Nothing But Net/Mark McFadden: Bandwidth Battles

The next revolution on the Internet is being fueled not by a killer application but by a revolution in bandwidth. Instead of a new technology, such as instant messaging or e-commerce, the next breakthrough will be in the way we connect people and networks together.

It’s easy to be convinced that the broadband revolution is a fierce competition between two technologies: Digital Subscriber Line (DSL) from traditional telephone companies and broadband modem services from cable television companies. I’m here to tell you it’s not true -- there’s an important third technology out there. And with the glacial pace that cable and telecommunications companies are deploying their services, both businesses and consumers should be watching for broadband by bird.

That’s right: broadband services delivered by satellite. Most of us think of satellite-based Internet access as a niche for rural residential customers only. In fact, some estimates suggest that nearly 3 million businesses and 13.5 million residential subscribers will get high-speed access via satellite by 2004.

The problem with today’s satellite services is that they have a distinct disadvantage in bandwidth. Satellite services are hamstrung by modest downlink speeds -- rarely the 400,000bps so often advertised -- and reliance on traditional dial-up services for upstream traffic. That’s about to change.

One of the key competitors in the market is Hughes Network Systems whose DirecPC Internet access service is set to transform into a two-way service later this year. Later this summer the skies in North America will finally be opened to competition when an Israeli company, Gilat, moves into the market with inexpensive satellite dishes and a partnership with Spacenet, a former subsidiary of General Electric. Gilat is working with Microsoft Network (MSN) to reach residential customers. Not to be outdone, America Online has invested $1.5 billion in Hughes Network Systems.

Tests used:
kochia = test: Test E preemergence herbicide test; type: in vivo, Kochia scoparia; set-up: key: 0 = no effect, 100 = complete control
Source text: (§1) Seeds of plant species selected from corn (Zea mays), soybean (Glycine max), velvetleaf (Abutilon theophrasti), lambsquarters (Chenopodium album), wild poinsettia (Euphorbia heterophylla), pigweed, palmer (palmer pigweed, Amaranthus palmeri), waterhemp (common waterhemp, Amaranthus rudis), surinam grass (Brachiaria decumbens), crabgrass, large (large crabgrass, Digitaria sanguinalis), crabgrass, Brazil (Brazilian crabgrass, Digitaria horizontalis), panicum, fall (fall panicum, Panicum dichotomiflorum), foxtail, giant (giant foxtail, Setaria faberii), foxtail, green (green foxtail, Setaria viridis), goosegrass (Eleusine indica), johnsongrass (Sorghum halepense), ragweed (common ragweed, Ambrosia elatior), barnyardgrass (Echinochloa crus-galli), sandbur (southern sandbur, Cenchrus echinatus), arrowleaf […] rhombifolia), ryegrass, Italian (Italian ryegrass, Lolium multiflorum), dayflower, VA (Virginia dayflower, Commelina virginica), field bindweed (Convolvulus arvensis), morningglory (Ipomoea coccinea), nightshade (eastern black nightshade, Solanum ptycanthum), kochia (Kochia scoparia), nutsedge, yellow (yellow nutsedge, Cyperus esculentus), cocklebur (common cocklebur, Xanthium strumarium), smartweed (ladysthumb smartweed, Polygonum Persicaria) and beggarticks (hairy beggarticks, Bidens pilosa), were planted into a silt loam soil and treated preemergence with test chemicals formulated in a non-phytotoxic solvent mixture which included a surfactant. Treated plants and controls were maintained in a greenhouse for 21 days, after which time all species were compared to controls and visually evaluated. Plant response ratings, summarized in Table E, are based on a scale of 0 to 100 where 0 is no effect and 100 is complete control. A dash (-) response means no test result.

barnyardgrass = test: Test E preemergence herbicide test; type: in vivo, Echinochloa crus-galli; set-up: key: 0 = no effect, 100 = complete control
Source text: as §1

The market should really heat up when a new generation of satellites is launched. Called Ka-band satellites, these new satellites focus signal strength on small regions of coverage. If you imagine a camera with a zoom lens, the Ka-band satellites allow a signal to be "zoomed" into a region. This results in signal strengths that allow companies to avoid the costs of an enormous, unwieldy satellite dish on their roof.

One pair of competitors in the market, iSKY of Denver and NetSat28 of Annapolis, intend to start delivering services in the next two years. Both plan to build and launch their satellites in a shorter time and at lower cost than their competitors. Another project, called Astrolink and financed by Telecom Italia, Lockheed Martin and TRW, promises to deliver uplink services at 20 Mb/sec and downlink at an astounding 226Mbsec. Naturally, the primary targets of these services are businesses.

While broadband satellite services will be especially attractive in rural and suburban markets, businesses should also carefully watch developments overhead. It’s likely that satellite-based services will account for a growing segment of the traditional Internet access market. If networking companies can approach the lofty goals they’ve set for themselves, then, well . . . the sky’s the limit for this third broadband delivery strategy.

About the Author

Scott Bekker is editor in chief of Redmond Channel Partner magazine.

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